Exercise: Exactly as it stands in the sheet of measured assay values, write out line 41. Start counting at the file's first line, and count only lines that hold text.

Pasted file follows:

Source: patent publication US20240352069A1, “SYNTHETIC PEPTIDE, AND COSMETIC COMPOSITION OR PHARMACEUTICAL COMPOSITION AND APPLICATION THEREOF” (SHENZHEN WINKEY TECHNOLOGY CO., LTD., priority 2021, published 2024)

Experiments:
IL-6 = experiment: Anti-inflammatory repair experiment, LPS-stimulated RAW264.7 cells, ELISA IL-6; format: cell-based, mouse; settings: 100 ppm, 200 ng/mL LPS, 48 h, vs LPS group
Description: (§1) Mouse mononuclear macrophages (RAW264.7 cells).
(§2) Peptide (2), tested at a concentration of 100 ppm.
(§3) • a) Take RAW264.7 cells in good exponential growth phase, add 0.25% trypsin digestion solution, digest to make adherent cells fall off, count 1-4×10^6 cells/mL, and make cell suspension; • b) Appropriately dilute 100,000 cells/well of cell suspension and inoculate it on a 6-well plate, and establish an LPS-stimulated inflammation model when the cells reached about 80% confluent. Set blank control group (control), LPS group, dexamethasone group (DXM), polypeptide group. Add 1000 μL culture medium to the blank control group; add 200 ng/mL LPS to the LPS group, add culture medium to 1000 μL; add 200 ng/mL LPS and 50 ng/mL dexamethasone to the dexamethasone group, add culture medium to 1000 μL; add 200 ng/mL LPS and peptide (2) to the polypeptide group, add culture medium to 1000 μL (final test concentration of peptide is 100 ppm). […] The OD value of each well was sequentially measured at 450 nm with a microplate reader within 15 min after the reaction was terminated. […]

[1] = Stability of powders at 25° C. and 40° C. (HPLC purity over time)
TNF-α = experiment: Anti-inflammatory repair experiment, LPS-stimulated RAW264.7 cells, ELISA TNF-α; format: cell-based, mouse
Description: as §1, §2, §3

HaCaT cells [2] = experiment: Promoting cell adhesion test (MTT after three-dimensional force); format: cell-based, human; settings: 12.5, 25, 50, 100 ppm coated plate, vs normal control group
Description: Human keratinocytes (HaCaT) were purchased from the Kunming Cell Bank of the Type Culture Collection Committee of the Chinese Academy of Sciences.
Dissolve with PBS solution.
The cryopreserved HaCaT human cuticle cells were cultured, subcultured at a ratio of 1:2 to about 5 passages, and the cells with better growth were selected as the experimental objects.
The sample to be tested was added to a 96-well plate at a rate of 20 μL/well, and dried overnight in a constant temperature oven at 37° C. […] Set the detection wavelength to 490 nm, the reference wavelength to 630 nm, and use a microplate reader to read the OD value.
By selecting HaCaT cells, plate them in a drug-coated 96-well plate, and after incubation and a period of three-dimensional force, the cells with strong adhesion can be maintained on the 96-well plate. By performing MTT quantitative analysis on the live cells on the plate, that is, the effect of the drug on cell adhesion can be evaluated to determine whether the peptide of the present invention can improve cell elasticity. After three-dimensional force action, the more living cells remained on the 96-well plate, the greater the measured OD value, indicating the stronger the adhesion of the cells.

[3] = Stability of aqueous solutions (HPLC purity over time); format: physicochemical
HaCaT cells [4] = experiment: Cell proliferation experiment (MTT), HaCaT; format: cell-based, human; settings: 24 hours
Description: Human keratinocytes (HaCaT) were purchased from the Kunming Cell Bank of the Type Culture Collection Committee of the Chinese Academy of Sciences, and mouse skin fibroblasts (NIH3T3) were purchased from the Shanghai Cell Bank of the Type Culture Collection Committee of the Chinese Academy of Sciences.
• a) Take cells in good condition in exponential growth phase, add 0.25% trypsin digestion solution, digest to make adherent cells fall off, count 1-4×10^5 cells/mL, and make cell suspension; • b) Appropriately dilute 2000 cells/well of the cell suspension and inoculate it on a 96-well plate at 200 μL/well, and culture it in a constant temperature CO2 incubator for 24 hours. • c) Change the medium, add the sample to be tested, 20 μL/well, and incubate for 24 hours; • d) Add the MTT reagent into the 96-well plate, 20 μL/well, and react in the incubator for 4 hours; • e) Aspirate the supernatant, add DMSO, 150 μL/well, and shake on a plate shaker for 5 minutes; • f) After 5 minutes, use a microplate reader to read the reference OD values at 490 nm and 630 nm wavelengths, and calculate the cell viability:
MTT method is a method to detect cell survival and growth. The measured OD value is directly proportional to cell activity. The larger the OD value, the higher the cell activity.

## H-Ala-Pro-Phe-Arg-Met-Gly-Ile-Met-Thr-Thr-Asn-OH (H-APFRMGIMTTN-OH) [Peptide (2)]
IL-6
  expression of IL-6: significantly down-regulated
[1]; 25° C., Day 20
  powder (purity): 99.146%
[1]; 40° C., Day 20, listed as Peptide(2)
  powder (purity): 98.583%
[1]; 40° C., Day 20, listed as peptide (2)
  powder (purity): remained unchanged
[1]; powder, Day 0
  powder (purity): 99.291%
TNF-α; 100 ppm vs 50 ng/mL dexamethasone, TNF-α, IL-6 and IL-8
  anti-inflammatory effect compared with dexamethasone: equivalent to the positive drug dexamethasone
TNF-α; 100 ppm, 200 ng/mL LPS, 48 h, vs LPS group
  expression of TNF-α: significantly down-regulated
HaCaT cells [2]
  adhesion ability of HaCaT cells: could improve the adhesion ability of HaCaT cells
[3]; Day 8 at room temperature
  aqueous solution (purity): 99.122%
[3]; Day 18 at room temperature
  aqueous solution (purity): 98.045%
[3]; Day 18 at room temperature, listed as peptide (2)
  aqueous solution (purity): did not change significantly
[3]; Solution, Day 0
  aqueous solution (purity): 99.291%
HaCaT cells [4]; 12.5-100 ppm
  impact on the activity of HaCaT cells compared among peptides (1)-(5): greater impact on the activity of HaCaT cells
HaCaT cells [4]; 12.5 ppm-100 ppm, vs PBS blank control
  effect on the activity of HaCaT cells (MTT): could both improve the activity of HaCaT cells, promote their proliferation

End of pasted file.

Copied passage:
  aqueous solution (purity): 98.045%